The clustered protocadherin (Pcdh) genes appear to be the primary source of single cell diversity in the mammalian nervous system. The complex genetic organization of this gene cluster suggested that single cell diversity might arise through somatic recombination, akin to that found in Immunoglobulin and T-Cell receptors or through an alternative splicing mechanism similar to that found in Dscam in Drosophila Melanogaster. Surprisingly, Pcdh isoform diversity appears to be generated through a combination of stochastic promoter choice and alternative pre-mRNA splicing. This model for Pcdh diversity is based primarily on a limited amount of data from one neuronal sub-type. The primary objective of the current proposal is to develop and apply innovative single cell expression profiling and single molecule in situ detection methods to examine the validity and/or generality of this model, to study the complexity of Pcdh gene expression in multiple neuronal cell types and developmental stages, and to determine the time during neurogenesis that Pcdh promoter choice occurs.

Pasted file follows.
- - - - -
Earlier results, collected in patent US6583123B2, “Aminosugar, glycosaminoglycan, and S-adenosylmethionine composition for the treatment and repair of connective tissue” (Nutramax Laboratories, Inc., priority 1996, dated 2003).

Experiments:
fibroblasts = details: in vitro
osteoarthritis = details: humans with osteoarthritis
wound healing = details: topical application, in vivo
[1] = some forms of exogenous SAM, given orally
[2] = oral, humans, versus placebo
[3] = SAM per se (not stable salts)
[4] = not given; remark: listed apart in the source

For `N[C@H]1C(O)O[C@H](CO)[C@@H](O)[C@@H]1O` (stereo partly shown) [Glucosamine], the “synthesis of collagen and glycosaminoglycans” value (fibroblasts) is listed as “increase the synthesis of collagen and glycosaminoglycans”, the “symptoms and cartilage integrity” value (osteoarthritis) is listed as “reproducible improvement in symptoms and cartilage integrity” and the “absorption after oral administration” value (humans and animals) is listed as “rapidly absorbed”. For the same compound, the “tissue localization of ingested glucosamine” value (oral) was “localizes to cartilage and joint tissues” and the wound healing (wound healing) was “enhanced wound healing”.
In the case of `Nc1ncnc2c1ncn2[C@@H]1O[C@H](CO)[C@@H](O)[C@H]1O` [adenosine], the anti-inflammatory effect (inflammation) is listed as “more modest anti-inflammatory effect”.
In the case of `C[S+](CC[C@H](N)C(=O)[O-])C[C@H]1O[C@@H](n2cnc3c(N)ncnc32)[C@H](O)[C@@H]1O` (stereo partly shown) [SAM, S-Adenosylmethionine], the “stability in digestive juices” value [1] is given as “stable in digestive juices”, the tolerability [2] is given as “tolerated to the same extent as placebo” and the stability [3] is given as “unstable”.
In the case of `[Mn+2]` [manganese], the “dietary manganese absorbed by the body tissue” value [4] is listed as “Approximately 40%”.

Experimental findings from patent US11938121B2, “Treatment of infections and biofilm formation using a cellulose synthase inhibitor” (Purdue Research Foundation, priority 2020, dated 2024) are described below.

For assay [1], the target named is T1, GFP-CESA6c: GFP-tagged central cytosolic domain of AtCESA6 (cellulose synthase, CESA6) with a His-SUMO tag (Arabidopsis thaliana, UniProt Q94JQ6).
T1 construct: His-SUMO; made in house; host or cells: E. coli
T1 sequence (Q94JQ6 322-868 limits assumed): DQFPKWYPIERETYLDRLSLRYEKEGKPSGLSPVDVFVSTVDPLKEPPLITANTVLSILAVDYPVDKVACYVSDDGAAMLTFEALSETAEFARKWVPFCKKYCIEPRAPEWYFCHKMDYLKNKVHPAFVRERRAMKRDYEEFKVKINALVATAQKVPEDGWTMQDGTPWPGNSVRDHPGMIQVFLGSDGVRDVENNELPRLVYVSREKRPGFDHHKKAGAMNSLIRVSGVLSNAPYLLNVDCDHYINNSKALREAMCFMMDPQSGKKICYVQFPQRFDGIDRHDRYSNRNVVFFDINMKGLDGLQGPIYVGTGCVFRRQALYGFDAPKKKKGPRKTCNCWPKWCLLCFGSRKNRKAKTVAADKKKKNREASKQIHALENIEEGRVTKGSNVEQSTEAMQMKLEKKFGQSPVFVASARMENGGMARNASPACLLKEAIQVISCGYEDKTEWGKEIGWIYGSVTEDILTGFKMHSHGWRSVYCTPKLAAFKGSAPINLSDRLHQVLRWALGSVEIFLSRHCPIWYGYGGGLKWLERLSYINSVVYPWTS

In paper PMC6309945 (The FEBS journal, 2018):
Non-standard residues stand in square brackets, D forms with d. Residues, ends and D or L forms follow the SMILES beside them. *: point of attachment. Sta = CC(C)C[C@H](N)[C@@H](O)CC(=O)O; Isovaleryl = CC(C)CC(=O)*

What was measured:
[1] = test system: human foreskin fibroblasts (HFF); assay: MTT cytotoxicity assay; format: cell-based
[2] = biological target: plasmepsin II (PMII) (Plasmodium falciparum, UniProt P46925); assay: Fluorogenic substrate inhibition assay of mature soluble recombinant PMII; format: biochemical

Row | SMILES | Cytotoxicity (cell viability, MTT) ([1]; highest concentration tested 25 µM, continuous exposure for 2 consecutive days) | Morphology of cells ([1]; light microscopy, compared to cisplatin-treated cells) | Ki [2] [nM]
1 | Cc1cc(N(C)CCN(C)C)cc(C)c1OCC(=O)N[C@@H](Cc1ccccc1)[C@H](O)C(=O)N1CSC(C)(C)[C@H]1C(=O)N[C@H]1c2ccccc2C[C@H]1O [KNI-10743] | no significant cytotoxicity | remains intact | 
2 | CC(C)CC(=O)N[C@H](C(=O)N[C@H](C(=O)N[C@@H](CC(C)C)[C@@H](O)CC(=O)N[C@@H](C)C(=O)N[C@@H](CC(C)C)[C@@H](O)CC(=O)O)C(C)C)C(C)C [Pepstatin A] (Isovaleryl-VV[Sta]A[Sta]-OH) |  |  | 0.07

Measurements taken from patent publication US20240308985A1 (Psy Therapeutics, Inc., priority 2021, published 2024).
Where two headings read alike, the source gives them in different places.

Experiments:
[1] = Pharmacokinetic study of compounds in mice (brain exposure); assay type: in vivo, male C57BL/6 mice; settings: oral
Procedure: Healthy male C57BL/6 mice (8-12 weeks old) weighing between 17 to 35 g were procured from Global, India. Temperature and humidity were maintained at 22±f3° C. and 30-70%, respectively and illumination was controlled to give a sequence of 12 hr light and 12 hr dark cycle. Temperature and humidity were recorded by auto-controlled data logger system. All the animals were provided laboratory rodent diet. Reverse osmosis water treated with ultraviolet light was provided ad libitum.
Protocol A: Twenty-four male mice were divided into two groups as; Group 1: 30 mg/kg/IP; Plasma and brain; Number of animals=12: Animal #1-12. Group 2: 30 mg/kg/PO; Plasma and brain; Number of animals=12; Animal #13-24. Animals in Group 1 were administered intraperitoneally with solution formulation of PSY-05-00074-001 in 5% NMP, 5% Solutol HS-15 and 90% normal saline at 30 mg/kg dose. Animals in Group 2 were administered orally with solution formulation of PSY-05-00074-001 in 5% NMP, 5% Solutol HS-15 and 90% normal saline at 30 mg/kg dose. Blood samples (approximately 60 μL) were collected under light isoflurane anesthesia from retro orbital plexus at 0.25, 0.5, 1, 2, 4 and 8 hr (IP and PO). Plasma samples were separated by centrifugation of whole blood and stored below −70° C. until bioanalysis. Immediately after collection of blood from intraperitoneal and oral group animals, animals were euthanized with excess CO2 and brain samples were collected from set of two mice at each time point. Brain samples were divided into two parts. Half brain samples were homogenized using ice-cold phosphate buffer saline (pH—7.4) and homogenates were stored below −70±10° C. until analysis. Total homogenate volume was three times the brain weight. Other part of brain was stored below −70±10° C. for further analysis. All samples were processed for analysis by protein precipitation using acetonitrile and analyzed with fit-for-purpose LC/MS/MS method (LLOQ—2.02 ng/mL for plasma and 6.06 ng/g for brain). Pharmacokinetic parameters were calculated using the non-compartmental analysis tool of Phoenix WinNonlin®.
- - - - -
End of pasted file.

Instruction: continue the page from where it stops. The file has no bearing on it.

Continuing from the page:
The protocadherin gene cluster has been implicated in neural circuit assembly, and with mood disorders and autism, making a detailed study of its regulation during neural development of paramount importance. In this study, we propose to develop and apply single cell RNA-seq methods to the problem of Pcdh promoter choice.